Merle Eisenberg earned a Ph.D. in History, and took part in the Community College Teaching Fellowship Program.
He is an assistant professor of history at Oklahoma State University with a cluster appointment in the newly established pandemic center at OSU, and is a historian of late antiquity and the early middle ages (c. 300-1000 CE) where he works on a variety of topics about the end of the Roman Empire and the first plague pandemic (known as the Justinianic Plague).
"Princeton’s Community College Teaching Partnership Program offers perhaps the best opportunity for graduate students at Princeton to develop their potential as teachers and also give back to the local community. During my first few years at Princeton, I took a number of McGraw Center seminars on pedagogy, attended all of the history department’s offerings on teaching, and precepted for a course. But the Community College Teaching Partnership provided me with the missing opportunity: teaching my own course from planning to grading. Foundations, theories, and ideas are vital, but there is no substitute for actually teaching, which can, at times, be hard to arrange at Princeton. Through the McGraw Center, for example, I knew that “active-learning” was a key idea for teaching, but it was only at Mercer County Community College (MCCC), where I taught Western Civilization to 1648, that I realized how difficult it was to employ effectively. Once I tested a variety of active learning techniques – trials of famous historical figures and theological debates to name just a few – I realized the power it has to engage students at a deeper level.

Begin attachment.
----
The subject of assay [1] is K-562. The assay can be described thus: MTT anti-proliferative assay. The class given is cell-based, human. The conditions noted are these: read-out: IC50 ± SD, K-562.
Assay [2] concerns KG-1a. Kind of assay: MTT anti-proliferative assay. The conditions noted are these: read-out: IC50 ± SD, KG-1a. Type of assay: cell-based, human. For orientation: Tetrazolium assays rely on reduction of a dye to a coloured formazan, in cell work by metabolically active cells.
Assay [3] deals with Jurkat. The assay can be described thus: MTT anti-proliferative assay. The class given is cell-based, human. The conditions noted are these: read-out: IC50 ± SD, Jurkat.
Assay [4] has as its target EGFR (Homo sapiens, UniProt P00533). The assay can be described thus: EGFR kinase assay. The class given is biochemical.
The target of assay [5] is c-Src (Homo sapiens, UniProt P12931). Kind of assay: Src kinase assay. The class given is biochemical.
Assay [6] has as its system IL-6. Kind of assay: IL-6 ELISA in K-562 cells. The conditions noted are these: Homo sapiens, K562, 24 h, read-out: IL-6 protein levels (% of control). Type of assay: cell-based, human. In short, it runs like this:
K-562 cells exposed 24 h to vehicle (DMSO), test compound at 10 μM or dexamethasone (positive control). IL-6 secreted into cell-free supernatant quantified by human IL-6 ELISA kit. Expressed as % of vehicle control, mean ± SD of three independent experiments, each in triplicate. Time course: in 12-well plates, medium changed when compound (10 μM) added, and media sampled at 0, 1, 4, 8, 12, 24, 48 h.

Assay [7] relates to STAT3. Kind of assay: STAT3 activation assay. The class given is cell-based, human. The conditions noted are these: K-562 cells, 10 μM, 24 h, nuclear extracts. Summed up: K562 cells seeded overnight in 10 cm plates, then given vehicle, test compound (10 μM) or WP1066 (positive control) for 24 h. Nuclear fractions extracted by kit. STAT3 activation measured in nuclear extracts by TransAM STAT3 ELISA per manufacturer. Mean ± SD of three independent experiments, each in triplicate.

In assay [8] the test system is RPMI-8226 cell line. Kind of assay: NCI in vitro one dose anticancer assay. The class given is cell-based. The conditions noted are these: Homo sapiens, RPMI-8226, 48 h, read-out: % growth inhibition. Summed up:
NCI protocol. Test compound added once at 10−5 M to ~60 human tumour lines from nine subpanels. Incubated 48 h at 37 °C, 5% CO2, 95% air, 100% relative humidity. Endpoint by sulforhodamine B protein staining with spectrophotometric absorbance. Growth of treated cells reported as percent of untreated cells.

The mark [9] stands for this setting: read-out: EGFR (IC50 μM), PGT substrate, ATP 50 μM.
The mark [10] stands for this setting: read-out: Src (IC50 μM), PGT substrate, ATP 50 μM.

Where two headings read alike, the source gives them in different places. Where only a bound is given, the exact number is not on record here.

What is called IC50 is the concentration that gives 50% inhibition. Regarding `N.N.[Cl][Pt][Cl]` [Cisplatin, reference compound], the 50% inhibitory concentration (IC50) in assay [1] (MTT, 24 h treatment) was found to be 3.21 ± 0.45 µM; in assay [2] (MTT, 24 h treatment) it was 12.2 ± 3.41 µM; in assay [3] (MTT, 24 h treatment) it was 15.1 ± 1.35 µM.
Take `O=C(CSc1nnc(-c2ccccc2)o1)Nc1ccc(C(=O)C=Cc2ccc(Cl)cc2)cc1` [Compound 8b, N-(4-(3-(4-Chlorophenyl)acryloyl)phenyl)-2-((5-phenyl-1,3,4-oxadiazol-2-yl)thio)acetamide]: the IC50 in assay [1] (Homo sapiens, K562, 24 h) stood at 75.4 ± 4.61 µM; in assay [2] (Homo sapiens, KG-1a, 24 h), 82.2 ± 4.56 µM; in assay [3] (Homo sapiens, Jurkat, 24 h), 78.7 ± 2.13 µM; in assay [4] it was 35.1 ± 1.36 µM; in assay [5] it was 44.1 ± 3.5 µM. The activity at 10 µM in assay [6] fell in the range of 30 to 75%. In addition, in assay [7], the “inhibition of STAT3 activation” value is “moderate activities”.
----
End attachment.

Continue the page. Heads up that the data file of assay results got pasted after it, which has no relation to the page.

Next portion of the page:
Teaching at MCCC also strengthened my presentation skills, since getting 25 students excited about material twice a week helped me at scholarly conferences. Teaching can even answer the most basic question: do you like to teach? If you are interested in going into an academic job, it seems useful to try it out. Finally, I found the mentoring of students at MCCC a wonderful experience, which I hope also helped the undergraduates as well. The program is a great way to make an impact on the lives of students from the region."